The story of the Sleeping Dragon is built around a central question. In a world changed so utterly that heroism itself seems an obsolete concept, will there still be heroes?

From Sleeping Dragon’s prologue…

Five figures sit around a table. In a heroic age, these men are heroes. They have humbled tyrants, slaughtered dragons, and reduced entire tribes of rampaging orcs to tears. Occasional difficulty with taxes aside, no man or beast has bested them, and no challenge have they feared.

Until this day.

For even they feel stunned disbelief at what has just been revealed.

One of them, a priest, clears his throat before breaking the awed silence created by his previous announcement. “And so that, gentlemen, is that. In a little over five hundred years our world as we know it will be destroyed. Civilisation will fall. Starvation and plague will stalk the land. All that we value, all of our learning, all that we hold dear: gone. Nothing left save dust and ashes.”

At the far end of the table sits an armoured warrior, his sword and shield placed on the table before him. The sacred symbol painted on the shield testifies to his faith and piety; the bloodstains and nicks on the sword bear witness to the fury and vengeance with which he has recently expressed that faith and piety. “Are you sure?” he asks.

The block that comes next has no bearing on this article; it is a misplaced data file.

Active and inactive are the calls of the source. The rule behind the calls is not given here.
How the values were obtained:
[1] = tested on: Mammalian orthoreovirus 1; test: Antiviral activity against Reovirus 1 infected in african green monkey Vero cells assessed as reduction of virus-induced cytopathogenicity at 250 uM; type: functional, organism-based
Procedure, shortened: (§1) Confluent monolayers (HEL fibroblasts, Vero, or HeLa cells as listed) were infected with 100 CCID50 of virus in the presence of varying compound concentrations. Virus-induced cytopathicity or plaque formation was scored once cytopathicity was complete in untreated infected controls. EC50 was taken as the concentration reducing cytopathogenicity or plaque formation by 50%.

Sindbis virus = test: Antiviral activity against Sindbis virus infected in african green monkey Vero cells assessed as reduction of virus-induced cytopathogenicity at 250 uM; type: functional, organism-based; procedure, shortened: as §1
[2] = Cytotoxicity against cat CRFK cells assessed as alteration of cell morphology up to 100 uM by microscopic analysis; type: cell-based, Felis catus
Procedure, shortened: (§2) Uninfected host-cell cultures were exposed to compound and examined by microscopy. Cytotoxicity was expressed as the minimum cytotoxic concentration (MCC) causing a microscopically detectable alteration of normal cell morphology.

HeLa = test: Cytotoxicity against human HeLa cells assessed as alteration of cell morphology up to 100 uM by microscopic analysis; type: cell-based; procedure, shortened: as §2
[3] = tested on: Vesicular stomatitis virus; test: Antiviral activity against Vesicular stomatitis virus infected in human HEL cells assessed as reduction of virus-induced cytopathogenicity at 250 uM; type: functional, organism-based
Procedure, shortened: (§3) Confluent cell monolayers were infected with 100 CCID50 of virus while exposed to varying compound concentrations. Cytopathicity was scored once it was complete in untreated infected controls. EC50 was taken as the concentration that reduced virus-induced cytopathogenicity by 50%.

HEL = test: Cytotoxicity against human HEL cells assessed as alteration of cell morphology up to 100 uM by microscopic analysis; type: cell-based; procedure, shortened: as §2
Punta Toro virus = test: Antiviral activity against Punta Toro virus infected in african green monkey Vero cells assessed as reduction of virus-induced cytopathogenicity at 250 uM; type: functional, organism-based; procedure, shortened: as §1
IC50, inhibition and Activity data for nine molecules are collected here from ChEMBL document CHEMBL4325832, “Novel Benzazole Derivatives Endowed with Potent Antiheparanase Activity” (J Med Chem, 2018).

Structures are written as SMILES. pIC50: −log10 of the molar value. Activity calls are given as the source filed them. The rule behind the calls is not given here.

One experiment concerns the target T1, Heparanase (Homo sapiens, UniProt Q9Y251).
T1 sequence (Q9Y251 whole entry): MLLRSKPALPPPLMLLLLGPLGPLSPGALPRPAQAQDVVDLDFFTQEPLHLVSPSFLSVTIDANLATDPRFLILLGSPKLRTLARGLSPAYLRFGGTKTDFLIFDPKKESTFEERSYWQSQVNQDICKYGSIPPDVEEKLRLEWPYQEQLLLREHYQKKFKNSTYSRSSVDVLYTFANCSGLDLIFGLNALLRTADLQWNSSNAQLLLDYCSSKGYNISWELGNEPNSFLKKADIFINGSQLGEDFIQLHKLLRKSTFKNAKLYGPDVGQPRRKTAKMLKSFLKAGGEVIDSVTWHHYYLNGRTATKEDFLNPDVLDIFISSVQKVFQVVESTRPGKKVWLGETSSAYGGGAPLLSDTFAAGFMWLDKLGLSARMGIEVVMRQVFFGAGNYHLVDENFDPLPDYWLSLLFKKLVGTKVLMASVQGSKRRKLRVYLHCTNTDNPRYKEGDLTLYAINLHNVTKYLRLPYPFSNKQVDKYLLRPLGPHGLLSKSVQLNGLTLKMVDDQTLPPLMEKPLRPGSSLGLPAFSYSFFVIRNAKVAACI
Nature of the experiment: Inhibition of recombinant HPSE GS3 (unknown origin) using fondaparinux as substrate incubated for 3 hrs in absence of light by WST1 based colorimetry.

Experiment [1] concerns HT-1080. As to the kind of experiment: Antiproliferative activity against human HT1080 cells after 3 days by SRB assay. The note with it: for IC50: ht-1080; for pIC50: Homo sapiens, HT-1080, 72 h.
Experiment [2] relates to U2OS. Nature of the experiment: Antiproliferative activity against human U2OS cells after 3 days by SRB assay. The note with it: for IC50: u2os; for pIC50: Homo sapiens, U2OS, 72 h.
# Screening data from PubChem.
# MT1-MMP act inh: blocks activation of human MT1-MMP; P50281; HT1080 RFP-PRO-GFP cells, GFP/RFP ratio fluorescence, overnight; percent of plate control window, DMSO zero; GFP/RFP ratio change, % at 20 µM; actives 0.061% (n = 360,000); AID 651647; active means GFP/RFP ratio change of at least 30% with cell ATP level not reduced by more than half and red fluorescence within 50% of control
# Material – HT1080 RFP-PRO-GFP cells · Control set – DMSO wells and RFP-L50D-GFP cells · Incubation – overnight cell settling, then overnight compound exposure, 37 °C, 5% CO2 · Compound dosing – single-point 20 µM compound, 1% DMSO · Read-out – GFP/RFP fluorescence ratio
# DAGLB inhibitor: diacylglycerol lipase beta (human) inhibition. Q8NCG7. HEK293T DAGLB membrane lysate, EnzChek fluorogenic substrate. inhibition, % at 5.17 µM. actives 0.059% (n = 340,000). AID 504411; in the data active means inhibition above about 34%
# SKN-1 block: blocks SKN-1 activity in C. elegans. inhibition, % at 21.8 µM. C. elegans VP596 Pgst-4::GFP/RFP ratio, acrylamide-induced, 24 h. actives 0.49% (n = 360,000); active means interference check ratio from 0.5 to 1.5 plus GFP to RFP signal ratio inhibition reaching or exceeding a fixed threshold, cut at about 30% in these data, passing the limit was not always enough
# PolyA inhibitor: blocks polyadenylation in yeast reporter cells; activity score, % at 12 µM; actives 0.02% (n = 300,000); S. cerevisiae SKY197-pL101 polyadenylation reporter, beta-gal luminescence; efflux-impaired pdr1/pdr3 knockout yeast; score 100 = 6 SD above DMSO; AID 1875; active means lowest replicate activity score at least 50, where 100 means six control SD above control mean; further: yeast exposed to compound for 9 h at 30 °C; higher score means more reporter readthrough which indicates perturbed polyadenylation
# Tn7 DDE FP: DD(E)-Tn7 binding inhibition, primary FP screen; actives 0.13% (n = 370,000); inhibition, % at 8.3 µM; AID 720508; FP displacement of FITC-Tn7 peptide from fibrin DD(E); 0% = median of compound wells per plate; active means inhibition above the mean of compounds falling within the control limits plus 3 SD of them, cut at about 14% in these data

The priest nods, his face a solemn mask. “The runes do not lie, Sir Ethelded. Nor the stars, nor the cards, nor the numbers. I have consulted them all, and it is certain: in five hundred years the sleeping dragon will wake and bring forth an apocalypse upon our world.”

I hope that’s given you a flavour of both the book’s setting and its themes. I hope you like what you’ve read.

* * * * *

Click here to read the other posts in the “Countdown to Sleeping Dragon” series.

* * * * *

The Sleeping Dragon is now available for pre-order on Amazon Kindle at an introductory price of 99p in the UK and 99c in the US (it’s also available in all the various international Amazons at the equivalent price in local currency). If you like what you’ve read here, then please consider pre-ordering it.

UK Link: https://www.amazon.co.uk/Sleeping-Dragon-Jonny-Nexus-ebook/dp/B07KWFNXVS/

US Link: https://www.amazon.com/Sleeping-Dragon-Jonny-Nexus-ebook/dp/B07KWFNXVS/

The Sleeping Dragon will be published in February next year, in both Kindle and paperback formats.

* * * * *

 

 

Announcing the “Manaverse”

A couple of days ago I wrote a blog about my need to create a name for the fantasy setting of the Sleeping Dragon. Well, a few days later, I have it.

Ladies and gentleman, drumroll please, may I give you… the Manaverse.

What is the Manaverse? Well as the name suggests it’s a universe, but one that runs on mana, where mana is the raw force upon which magic is built. This is not a fantasy world like ours but with magic added in. No, for magic is as fundamental to this universe as physics is to ours.

Our universe runs according to four fundamental forces, gravity, electromagnetism, and the strong and weak nuclear forces. Everything in our entire universe is ultimately derived from these, so much so that the physicist Ernest Rutherford was moved to declare that all science was either physics or stamp-collecting, by which he meant that physics revealed the underlying meaning of everything, reducing all other scientific disciplines to mere description and classification.